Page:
Ronald Reagan: May He Rest In Peace

Americans and the world will miss Ronald Reagan. True, he has been out of the public eye for the past ten years, but he was still with us on planet earth until last Saturday, and somehow the world seemed a better place just for having “The Gipper” around.

Farewell to the Gipper

I met Ronald Reagan a few times: Once was when he was running in the primary and I helped organize a rally for his arrival at O’Hare Airport. There were only a few of us, but a lot of signs, and we gathered a huge crowd from other gates by announcing that a famous movie star was arriving on a commercial flight at gate so-and-so. I walked him to a waiting car, and said, “The next time you come to Chicago it will be on Air Force One.” It was.

Twice, each on a January 22, I joined other pro-lifers in the Oval Office, and at one meetings sat across from him with my own jar of jelly beans. When Reagan entered the room there was a presence that can only be described as electric.

But everybody has a Reagan story and many are now being written and spoken, as even many liberals who disagreed with most of his policies and beliefs are rightfully eulogizing him.

It’s true that he didn’t do all he could have done to help the pro-life cause, and he disappointed us by appointing Sandra Day O’Connor, but he did write Abortion and the Conscience of a Nation, and he signed many bills attempting to curb abortion. Reagan expressed regret at the end of his administration that Roe. v Wade was still the law of the land.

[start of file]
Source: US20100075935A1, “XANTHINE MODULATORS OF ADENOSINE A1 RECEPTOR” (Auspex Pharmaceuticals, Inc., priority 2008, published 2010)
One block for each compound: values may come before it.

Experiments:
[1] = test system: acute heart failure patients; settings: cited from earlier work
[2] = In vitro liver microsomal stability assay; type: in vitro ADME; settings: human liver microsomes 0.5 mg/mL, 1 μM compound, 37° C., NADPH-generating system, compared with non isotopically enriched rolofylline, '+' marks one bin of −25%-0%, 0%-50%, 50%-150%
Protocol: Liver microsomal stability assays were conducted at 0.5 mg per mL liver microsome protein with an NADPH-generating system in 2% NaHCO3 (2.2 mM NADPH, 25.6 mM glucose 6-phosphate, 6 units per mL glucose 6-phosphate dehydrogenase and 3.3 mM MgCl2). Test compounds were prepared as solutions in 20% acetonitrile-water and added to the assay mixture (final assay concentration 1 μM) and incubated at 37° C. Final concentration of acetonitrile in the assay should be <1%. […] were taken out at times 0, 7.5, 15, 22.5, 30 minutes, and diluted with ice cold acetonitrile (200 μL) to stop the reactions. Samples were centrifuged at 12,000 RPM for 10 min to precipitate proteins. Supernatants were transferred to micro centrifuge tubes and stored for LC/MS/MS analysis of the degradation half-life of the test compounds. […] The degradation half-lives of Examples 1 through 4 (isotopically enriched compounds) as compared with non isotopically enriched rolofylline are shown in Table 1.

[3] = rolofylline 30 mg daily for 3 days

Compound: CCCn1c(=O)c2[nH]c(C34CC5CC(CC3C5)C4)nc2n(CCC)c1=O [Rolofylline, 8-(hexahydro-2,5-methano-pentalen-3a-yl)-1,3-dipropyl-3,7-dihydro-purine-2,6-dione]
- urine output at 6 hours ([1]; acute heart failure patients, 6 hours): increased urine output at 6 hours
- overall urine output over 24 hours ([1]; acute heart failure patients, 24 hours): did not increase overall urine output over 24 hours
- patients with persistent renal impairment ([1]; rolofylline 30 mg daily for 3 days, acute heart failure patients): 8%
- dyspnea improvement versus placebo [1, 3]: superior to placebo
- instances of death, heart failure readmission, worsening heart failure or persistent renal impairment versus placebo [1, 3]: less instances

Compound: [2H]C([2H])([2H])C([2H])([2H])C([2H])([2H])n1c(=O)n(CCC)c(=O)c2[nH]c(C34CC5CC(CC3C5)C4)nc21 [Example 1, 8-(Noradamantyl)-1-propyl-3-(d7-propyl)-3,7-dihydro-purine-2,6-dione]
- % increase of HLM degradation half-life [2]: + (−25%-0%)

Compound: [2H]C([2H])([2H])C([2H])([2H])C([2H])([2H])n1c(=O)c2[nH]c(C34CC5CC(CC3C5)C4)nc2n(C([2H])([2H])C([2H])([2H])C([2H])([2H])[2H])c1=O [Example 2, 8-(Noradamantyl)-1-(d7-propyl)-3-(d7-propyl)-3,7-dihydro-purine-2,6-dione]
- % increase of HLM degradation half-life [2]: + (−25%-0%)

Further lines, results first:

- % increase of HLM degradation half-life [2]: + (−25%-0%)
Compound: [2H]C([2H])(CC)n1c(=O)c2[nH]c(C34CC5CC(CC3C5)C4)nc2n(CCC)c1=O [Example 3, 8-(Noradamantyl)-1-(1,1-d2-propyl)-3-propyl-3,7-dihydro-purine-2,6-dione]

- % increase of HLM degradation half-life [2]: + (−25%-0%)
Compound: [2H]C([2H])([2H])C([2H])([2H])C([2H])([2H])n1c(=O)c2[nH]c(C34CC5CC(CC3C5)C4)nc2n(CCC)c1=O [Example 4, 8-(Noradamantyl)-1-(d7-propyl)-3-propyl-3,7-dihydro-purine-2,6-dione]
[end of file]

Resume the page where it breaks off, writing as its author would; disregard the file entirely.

Yes, he should have done more for the babies. He could have appointed Judge Bork instead of O’Connor as his first Supreme Court nominee. Bork might have made it early on. He had promised to appoint a woman: then why not pro-life Judge Edith Jones of Texas?

We’ll never know. But Ronald Reagan was a good and truly religious man, and the best president of our times, and we’ll miss him. Or, as 91-year-old Ken Detweiler of Dixon, IL, who took Bible classes from Reagan when they were teens, put it, “The whole world’s going to miss him.”

Byrne Blasts Cold-Blooded Judge

Dennis Byrne, in Monday’s Chicago Tribune column entitled “Abortion ruling lacks good logic” pulls no punches. He Says San Francisco U.S. District Judge Phyllis Hamilton’s ruling last week, declaring a federal ban on partial birth abortion unconstitutional, may be right in asserting that there is little difference between partial birth abortion and any other kind of abortion. They are all equally barbaric.

Byrne doesn’t stop with Hamilton’s euphemisms, but draws on testimony given to a judge in a New York trial, describing in detail the method of crushing heads, removing arms and legs, and causing agonizing pain to the unborn.

But Byrne blames pro-lifers for going after a partial birth abortion ban because it makes this “outside” form of abortion seem worse than what Byrne calls “internal abortions.” By attempting to ban partial birth abortion, pro-lifers, Byrne believes, have unwittingly played into the courts’ hands.

Be this as it may, Byrne’s main onus is toward judge Phyllis Hamilton,

whose cold bloodedness sounds like Josef Mengele, the Nazi concentration camp doctor who experimented on live humans.

“What,” Byrne concludes, “Are we to do?”

Let’s Play To Win

What we are to do, Dennis, is make Americas look at abortion. We have to show the pictures. That’s the purpose of our Face the Truth Tours, where we take large photographs of aborted babies out on the highways. That’s what Gregg Cunningham is doing with his Reproductive Choice Campaign trucks, what Troy Newman is doing.

No social movement has ever succeeded without showing pictures of those being oppressed. We must touch the conscience of the nation and we will do it by showing Americans how ugly all abortions are. If we’re not doing that, we’re not playing to win.

So, let’s play to win!

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